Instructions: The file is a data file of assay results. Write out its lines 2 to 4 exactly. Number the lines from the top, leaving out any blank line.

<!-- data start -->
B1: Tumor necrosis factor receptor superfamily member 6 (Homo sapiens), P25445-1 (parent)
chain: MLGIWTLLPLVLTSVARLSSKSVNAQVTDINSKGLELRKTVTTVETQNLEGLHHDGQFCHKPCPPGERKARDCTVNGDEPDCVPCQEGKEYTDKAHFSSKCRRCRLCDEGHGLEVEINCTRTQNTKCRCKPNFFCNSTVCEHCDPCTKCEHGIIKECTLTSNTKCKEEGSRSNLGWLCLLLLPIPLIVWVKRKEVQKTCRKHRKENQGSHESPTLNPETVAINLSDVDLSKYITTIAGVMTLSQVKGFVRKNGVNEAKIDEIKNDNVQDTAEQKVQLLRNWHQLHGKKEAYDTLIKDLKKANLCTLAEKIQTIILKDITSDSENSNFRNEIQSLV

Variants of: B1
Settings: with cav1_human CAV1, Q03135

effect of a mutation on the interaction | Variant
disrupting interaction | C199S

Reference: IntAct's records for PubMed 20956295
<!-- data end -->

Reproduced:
chain: MLGIWTLLPLVLTSVARLSSKSVNAQVTDINSKGLELRKTVTTVETQNLEGLHHDGQFCHKPCPPGERKARDCTVNGDEPDCVPCQEGKEYTDKAHFSSKCRRCRLCDEGHGLEVEINCTRTQNTKCRCKPNFFCNSTVCEHCDPCTKCEHGIIKECTLTSNTKCKEEGSRSNLGWLCLLLLPIPLIVWVKRKEVQKTCRKHRKENQGSHESPTLNPETVAINLSDVDLSKYITTIAGVMTLSQVKGFVRKNGVNEAKIDEIKNDNVQDTAEQKVQLLRNWHQLHGKKEAYDTLIKDLKKANLCTLAEKIQTIILKDITSDSENSNFRNEIQSLV

Variants of: B1
Settings: with cav1_human CAV1, Q03135